Franklin Defines His God

The pragmatic founding father defies deism and comes up with his own conception of the Creator.

BY: Walter Isaacson

 

Continued from page 2

In a paper he subsequently read to his friends, Franklin elaborated his religious beliefs by exploring the issue of "divine providence," the extent to which God gets involved in worldly matters. The Puritans believed in a detailed and intimate involvement, called "special providence," and regularly prayed to God for very specific intercessions. As Calvin himself put it, "Supposing that He remains tranquilly in heaven without caring for the world outrageously deprives God of all effective power." Most deists, on the other hand, believed in a "general providence," in which God expresses his will through the laws of nature he set in motion instead of micromanaging our daily lives.

As was typical, Franklin sought a pragmatic resolution in his talk, which he called, "On the Providence of God in the Government of the World." He began by apologizing to "my intimate pot companions" for being rather "unqualified" to speak on spiritual matters. His study of nature, he said, convinced him that God created the universe and was infinitely wise, good, and powerful. He then explored four possibilities: (1) God predetermined and predestined everything that happens, eliminating all possibility of free will; (2) He left things to proceed along natural laws and the free will of His creatures, and never interferes; (3) He predestined some things and left some things to free will, but still never interferes; (4) "He sometimes interferes by His particular providence and sets aside the effects which would otherwise have been produced by any of the above causes."

Franklin ended up settling on the fourth option, but not because he could prove it; instead, it resulted from a process of elimination and a sense of which belief would be most useful for people to hold. Any of the first three options would mean God is not infinitely powerful or good or wise. "We are then necessarily driven into a fourth supposition," he wrote. He admitted that many find it contradictory to believe both that God is infinitely powerful and that men have free will (it was the conundrum that stymied him in the London dissertation he wrote and then renounced). But if God is indeed all powerful, Franklin reasoned, he surely is able to find a way to give the creatures he made in his image some of his free will.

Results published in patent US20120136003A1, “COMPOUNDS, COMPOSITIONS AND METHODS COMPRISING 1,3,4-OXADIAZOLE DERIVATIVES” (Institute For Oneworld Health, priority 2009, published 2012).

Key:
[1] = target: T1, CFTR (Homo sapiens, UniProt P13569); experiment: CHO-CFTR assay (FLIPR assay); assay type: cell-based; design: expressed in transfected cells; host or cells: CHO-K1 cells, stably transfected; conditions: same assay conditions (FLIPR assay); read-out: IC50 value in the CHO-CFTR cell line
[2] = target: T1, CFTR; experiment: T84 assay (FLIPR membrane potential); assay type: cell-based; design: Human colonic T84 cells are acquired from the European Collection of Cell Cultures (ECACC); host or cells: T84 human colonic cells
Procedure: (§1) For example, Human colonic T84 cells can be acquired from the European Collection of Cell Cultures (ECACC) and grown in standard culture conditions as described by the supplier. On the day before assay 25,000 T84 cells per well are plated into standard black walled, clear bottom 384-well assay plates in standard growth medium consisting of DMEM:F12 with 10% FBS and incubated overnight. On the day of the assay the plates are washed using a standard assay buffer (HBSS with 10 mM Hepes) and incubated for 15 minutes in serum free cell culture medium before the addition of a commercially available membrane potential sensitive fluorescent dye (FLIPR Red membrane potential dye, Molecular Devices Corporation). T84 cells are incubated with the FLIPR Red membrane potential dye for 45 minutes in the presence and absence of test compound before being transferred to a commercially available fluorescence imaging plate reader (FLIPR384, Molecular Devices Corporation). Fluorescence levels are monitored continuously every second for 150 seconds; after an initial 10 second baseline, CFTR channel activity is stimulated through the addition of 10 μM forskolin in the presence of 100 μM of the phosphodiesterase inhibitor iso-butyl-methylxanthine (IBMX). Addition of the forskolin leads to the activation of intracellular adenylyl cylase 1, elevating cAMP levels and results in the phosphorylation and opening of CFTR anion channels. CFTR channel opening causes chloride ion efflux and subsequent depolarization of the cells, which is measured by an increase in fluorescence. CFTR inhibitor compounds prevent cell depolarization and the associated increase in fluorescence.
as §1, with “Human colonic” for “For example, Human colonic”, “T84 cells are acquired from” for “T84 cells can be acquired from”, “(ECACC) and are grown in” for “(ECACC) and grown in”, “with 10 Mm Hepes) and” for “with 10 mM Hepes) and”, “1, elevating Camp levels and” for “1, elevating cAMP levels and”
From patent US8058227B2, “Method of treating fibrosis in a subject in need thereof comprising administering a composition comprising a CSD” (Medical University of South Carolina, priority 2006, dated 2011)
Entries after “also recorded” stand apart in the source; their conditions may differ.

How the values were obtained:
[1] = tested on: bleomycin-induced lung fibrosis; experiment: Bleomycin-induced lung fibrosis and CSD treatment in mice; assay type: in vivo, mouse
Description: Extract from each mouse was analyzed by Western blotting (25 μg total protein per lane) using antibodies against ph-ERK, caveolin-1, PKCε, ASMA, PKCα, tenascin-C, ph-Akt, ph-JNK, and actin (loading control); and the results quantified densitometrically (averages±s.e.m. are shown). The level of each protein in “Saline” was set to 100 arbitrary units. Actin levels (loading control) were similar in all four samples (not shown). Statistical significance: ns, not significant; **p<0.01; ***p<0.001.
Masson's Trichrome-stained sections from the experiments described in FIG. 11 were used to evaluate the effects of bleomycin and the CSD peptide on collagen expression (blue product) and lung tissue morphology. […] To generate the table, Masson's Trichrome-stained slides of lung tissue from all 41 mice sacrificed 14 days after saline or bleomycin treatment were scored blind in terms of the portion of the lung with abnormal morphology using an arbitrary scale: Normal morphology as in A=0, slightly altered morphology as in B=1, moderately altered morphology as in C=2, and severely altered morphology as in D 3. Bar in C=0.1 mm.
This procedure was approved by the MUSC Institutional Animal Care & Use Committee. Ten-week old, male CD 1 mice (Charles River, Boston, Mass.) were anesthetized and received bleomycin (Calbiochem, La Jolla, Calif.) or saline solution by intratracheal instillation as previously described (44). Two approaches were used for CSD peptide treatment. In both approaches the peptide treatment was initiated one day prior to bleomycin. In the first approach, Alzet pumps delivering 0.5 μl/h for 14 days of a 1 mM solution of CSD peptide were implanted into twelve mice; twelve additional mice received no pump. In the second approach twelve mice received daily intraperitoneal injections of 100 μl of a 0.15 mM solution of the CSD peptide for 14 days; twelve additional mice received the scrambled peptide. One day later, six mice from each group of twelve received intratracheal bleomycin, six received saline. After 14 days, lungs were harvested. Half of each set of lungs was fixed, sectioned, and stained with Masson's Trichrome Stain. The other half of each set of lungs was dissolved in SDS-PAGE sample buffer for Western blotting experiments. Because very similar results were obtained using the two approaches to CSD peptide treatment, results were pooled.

Franklin's conclusion had, as might be expected, practical consequences: people should love God and "pray to Him for his favor and protection." He did not, however, stray too far from deism; he placed little faith in the use of prayers for specific personal requests or miracles. In an irreverent letter he later wrote to his brother John, he calculated that 45 million prayers were offered in all of New England seeking victory over a fortified French garrison in Canada. "If you do not succeed I fear I shall have an indifferent opinion of Presbyterian prayers in such cases as long as I live. Indeed, in attacking strong towns I should have more dependence on

works

than on

faith

.

Above all, Franklin's beliefs were driven by pragmatism. The final sentence of his talk stressed that it was socially useful for people to believe in the version of divine providence and free will that he proposed: "This religion will be a powerful regulator of our actions, give us peace and tranquillity within our own minds, and render us benevolent, useful and beneficial to others."

Not all of Franklin's religious musings were this earnest. Around the time of this paper, he wrote for his newspaper a tale called "A Witch Trial at Mount Holly," which was a delightful parody of Puritan mystical beliefs clashing with scientific experimentation. The accused witches were to be subjected to two tests: weighed on a scale against the Bible, and tossed into the river with hands and feet bound to see if they floated. They agree to submit to these tests--on the condition that two of the accusers take the same test. With colorful details of all the ridiculous pomp, Franklin described the process. The accused and the accusers all succeed in outweighing the Bible. But both of the accused and one of the accused fail to sink in the river, thus indicating that they are witches. The more intelligent spectators conclude from this that people naturally float. The others are not so sure, and they resolve to wait until summer when the experiment could be tried with the subjects unclothed.

Franklin's freethinking unnerved his family. When his parents wrote of their concern over his "erroneous opinions," Franklin replied with a letter that spelled out a religious philosophy, based on tolerance and utility, that would last his life. It would be vain, he wrote, for any person to insist that "all the doctrines he holds are true and all he rejects are false." The same could be said of the opinions of different religions as well. . They should be evaluated, the young pragmatist said, by their utility: "I think opinions should be judged by their influences and effects; and if a man holds none that tend to make him less virtuous or more vicious, it may be concluded that he holds none that are dangerous, which I hope is the case with me." He had little use for the doctrinal distinctions his mother worried about. "I think vital religion has always suffered when orthodoxy is more regarded than virtue. And the Scripture assures me that at the last day we shall not be examined by what we thought, but what we did... that we did good to our fellow creatures. See Matthew 26." His parents, a bit more versed in the Scripture, probably caught that he meant Matthew 25. They did, nonetheless, eventually stop worrying about his heresies.

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